A message from President Aldana on recent events

The National Judicial College condemns the recent killings of African-Americans George Floyd, Ahmaud Arbery, Breonna Taylor, Rayshard Brooks and many others. We call for all people of conscience to commit to the hard work of confronting bigotry at every turn and ending racial injustice.

Systemic racism has afflicted our justice system for far too long. Accountability has been lacking. The work to correct attitudes and prevent further discrimination, pain and death must begin now.

As judges and lawyers, we are called to keep the promise engraved in the West Pediment of the U.S. Supreme Court: EQUAL JUSTICE UNDER LAW.

The NJC’s mission is to “make the world a more just place by educating and inspiring its judiciary.” And we have a long history of confronting injustice through educational programming. One example is our long-running course When Justice Fails: Threats to the Independence of the Judiciary, which convened last December in the birthplace of the U.S. civil rights movement, Montgomery, Alabama. Earlier this year, When Justice Fails was held in Honolulu and included a public forum on the incarceration of Japanese Americans in Hawai`i and elsewhere following the attack on Pearl Harbor.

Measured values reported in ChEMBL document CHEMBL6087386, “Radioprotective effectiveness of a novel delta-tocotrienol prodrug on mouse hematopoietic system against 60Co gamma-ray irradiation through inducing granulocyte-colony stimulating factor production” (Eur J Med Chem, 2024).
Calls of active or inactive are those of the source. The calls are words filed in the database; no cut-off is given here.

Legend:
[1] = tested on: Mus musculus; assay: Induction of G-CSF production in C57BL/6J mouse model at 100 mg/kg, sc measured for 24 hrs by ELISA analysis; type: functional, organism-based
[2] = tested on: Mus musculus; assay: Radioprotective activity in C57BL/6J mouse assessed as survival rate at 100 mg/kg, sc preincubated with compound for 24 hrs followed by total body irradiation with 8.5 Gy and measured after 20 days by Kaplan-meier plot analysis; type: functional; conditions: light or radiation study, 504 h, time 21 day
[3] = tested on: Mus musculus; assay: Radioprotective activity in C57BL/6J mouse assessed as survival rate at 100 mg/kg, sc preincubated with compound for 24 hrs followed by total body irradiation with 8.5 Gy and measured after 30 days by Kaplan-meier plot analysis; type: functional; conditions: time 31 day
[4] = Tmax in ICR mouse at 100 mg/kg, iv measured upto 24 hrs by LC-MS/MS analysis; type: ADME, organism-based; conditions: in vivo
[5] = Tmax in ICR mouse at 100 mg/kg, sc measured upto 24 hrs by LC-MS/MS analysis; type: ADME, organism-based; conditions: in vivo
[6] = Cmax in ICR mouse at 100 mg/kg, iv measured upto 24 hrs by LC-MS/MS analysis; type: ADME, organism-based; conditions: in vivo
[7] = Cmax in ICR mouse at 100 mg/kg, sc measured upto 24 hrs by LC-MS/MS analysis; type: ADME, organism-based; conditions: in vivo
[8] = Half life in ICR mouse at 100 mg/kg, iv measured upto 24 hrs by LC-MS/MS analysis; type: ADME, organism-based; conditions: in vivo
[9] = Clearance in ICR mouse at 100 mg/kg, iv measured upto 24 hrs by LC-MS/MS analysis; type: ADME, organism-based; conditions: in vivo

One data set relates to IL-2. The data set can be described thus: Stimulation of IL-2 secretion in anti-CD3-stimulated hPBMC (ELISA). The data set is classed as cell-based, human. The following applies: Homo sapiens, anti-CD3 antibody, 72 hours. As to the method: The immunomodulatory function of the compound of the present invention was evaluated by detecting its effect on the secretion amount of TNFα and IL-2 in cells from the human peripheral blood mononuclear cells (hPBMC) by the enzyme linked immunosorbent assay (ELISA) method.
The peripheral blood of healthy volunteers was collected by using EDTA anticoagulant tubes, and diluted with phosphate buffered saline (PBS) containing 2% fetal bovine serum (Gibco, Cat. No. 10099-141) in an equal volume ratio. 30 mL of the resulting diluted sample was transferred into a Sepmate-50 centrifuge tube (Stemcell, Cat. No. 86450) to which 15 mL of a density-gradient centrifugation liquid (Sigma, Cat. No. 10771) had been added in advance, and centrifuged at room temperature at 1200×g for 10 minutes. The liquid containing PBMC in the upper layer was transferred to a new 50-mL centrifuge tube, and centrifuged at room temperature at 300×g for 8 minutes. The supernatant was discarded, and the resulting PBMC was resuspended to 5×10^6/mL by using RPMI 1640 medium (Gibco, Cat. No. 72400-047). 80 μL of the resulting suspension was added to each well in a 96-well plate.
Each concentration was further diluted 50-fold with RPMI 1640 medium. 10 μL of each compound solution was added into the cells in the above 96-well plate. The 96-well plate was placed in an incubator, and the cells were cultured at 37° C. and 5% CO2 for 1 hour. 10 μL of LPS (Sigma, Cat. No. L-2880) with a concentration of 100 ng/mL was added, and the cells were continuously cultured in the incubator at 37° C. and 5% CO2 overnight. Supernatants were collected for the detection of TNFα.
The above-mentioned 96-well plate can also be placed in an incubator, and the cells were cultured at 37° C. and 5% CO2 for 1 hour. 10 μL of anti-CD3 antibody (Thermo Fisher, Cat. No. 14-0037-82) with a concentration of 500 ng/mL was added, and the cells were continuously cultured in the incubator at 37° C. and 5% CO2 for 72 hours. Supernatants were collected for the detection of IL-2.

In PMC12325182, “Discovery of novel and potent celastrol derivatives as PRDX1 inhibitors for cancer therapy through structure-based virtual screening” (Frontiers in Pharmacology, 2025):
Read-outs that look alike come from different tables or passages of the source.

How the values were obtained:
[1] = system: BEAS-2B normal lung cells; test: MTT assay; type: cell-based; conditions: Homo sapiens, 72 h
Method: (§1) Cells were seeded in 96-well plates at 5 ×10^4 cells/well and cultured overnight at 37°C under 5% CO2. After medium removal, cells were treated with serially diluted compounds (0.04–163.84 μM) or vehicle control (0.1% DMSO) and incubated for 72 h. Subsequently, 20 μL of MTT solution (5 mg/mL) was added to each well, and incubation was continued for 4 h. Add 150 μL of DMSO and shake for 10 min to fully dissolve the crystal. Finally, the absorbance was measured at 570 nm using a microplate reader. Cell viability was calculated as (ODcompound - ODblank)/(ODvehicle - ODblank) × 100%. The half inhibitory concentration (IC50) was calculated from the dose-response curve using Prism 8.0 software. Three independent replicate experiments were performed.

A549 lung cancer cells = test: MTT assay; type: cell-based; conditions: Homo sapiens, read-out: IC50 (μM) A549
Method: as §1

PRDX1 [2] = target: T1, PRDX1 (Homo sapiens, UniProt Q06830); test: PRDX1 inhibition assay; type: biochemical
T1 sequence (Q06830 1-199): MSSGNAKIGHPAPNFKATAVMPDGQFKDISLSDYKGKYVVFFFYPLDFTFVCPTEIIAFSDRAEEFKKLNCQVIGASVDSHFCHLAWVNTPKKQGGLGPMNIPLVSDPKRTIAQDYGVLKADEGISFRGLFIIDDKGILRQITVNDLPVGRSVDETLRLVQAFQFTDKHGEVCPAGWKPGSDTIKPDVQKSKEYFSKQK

When Justice Fails examines periods in history when justice was corrupted. The course asks today’s judges to put themselves in their predecessors’ shoes and think about what they might have done differently to keep the promise of equal justice.

In that spirit, we are taking a leadership role in engaging the judiciary on issues raised by the recent killings.

Early next month, in partnership with our affiliate the Appellate Judges Education Institute, we will launch a national conversation on racism in the justice system. The initiative will begin with virtual town halls that will include chief justices of state supreme courts, other members of the judiciary, leading lawyers, law professors and experts in the field.

Racial injustice has been perpetrated on this continent for at least 400 years, since the first slave ship landed in Virginia. Even before that, European explorers tortured and enslaved indigenous people before exterminating most of the populations with diseases they carried.

It is up to all of us to demand justice now. As Rev. Martin Luther King, Jr. said, “Injustice anywhere is a threat to justice everywhere.”

We must do more than just say, “No more.” We must work for meaningful and enduring change.

We call on all members of the College community to join us in that commitment.

Sincerely,


 
Hon. Benes Z. Aldana (Ret.)
President
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